The King’s Speech

At the official closing of the British Empire Exhibition at Wembley Stadium, Prince Albert, Duke of York, the second son of King George V, addresses the crowd with a strong stammer. His search for treatment has been discouraging, but his wife, Elizabeth, persuades him to see the Australian-born Lionel Logue, a non-medically trained Harley Street speech defects therapist. “Bertie”, as he is called by his family, believes the first session is not going well, but Lionel, who insists that all his patients address him as such, has his potential client recite Hamlet’s “To be, or not to be” soliloquy while hearing classical music played on a pair of headphones. Bertie is frustrated at the experiment but Lionel gives him the acetate recording that he has made of the reading as a souvenir.

After Bertie’s father, King George V, broadcasts his 1934 Royal Christmas Message, he explains to Bertie that the wireless will play a significant part in the role of the royal family, allowing them to enter the homes of the people, and that Bertie’s brother’s neglect of his responsibilities make training in it necessary. The attempt at reading the message himself is a failure, but that night Bertie plays the recording Lionel gave him and is astonished at the lack of stutter there. He therefore returns for daily treatments to overcome the physical and psychological roots of his speaking difficulty.

George V dies in 1936, and his eldest son David ascends the throne as King Edward VIII. A constitutional crisis arises with the new king over a prospective marriage with the twice-divorced American socialite Wallis Simpson. Edward, as head of the Church of England, cannot marry her, even if she receives her second divorce, since both her previous husbands are alive.

At an unscheduled session, Bertie expresses his frustration that, while his speech has improved when speaking to most people, he still stammers when talking to David, at the same time revealing the extent of Edward VIII’s folly with Simpson. When Lionel insists that Bertie himself could make a good king, Bertie accuses Lionel of speaking treason and quits Lionel in anger. Bertie must now face the Accession Council without any assistance.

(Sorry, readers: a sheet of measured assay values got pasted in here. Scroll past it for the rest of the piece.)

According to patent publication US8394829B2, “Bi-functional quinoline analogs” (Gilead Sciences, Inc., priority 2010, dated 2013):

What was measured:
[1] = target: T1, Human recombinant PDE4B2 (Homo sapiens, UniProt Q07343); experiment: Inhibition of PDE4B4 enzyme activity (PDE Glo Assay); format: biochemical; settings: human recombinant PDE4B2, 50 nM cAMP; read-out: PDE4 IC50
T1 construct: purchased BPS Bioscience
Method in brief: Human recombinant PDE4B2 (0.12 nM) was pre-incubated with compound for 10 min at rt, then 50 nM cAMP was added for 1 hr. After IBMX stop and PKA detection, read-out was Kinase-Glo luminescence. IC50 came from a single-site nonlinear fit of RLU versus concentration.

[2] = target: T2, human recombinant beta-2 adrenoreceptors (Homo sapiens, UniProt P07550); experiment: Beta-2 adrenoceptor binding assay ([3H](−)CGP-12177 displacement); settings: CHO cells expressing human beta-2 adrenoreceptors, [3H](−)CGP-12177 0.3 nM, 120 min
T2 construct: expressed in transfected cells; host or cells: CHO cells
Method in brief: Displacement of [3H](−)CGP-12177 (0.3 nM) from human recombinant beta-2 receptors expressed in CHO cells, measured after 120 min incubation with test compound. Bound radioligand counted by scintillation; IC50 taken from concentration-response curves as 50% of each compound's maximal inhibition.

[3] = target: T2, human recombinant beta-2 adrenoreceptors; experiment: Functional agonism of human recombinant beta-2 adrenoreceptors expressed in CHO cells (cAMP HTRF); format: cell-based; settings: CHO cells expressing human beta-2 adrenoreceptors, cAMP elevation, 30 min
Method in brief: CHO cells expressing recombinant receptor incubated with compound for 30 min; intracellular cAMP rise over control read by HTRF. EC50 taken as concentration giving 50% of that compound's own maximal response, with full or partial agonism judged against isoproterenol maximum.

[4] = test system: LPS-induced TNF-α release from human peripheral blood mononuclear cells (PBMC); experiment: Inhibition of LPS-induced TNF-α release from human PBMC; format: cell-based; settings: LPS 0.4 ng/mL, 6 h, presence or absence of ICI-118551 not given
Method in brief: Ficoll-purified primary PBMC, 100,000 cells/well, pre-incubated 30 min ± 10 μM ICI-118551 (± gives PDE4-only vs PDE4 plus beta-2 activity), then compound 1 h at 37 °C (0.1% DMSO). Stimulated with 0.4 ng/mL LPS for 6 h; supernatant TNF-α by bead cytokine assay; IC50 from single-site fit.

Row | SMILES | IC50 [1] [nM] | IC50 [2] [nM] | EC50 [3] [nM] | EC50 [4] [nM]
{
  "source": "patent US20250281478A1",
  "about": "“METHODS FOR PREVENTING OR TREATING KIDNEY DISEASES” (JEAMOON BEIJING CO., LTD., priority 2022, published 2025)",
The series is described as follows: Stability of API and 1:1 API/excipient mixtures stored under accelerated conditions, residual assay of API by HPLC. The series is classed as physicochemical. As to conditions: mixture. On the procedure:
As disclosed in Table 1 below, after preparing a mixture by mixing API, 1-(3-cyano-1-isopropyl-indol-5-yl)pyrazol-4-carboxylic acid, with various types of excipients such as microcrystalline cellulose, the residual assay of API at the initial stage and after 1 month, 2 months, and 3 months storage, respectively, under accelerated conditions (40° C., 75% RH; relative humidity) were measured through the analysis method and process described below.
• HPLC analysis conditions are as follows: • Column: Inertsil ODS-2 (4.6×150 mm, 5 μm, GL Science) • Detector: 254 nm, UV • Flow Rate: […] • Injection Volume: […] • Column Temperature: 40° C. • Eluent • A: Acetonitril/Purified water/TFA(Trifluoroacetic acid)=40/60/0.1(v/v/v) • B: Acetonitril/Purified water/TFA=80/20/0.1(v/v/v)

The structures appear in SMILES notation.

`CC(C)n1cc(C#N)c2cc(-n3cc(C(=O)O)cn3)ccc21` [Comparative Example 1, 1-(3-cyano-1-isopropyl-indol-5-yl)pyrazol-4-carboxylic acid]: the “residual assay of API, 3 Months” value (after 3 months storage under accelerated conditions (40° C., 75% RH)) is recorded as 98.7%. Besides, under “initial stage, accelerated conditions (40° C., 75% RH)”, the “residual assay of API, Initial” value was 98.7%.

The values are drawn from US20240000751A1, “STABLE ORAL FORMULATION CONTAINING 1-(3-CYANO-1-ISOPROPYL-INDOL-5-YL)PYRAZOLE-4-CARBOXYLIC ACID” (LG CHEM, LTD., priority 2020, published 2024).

Bertie and Lionel only come together again after King Edward decides to abdicate in order to marry. Bertie, urged ahead by Prime Minister Stanley Baldwin, ascends the throne as King George VI and visits Lionel’s home with his wife before their coronation, much to the surprise of Mrs. Logue when she comes upon Queen Elizabeth having tea at her dining room table. This is the first time that she learns who her husband’s patient has been.

Bertie and Lionel’s relationship is questioned by the King’s advisors during the preparations for his coronation in Westminster Abbey. The Archbishop of Canterbury, Cosmo Gordon Lang, brings to light that George never asked for advice from his advisors about his treatment and that Lionel has never had formal training. Lionel explains to an outraged Bertie that at the time he started with speech defects there were no formal qualifications and that the only known help that was available for returning Great War shell-shocked Australian soldiers was from personal experience. Bertie remains unconvinced until provoked to protest at Lionel’s disrespect for King Edward’s Chair and the Stone of Scone. Only at this pivotal moment, after realising he has just expressed himself without impediment, is Bertie able to rehearse with Lionel and complete the ceremony.

As the new king, Bertie is in a crisis when he must broadcast Britain’s declaration of war on Nazi Germany in 1939. Lionel is summoned to Buckingham Palace to prepare the king for his address to Britain and the Empire. Knowing the challenge that lies before him, Lang, Winston Churchill, and Prime Minister Neville Chamberlain are present to offer support. The King and Logue are then left in the broadcasting room. He delivers his speech with Logue conducting him, but by the end he is speaking freely. Preparing to leave the room for the congratulations of those present, Logue mentions to the King that he still has difficulty enunciating w and the King jokes back, “I had to throw in a few so they’d know it was me.”

As the Royal Family step onto the palace balcony and are applauded by the crowd, a title card explains that Logue, who received the Royal Victorian Order for service to the Crown, was always present at King George VI’s speeches during the war and that they remained friends until the King’s death from lung cancer in 1952.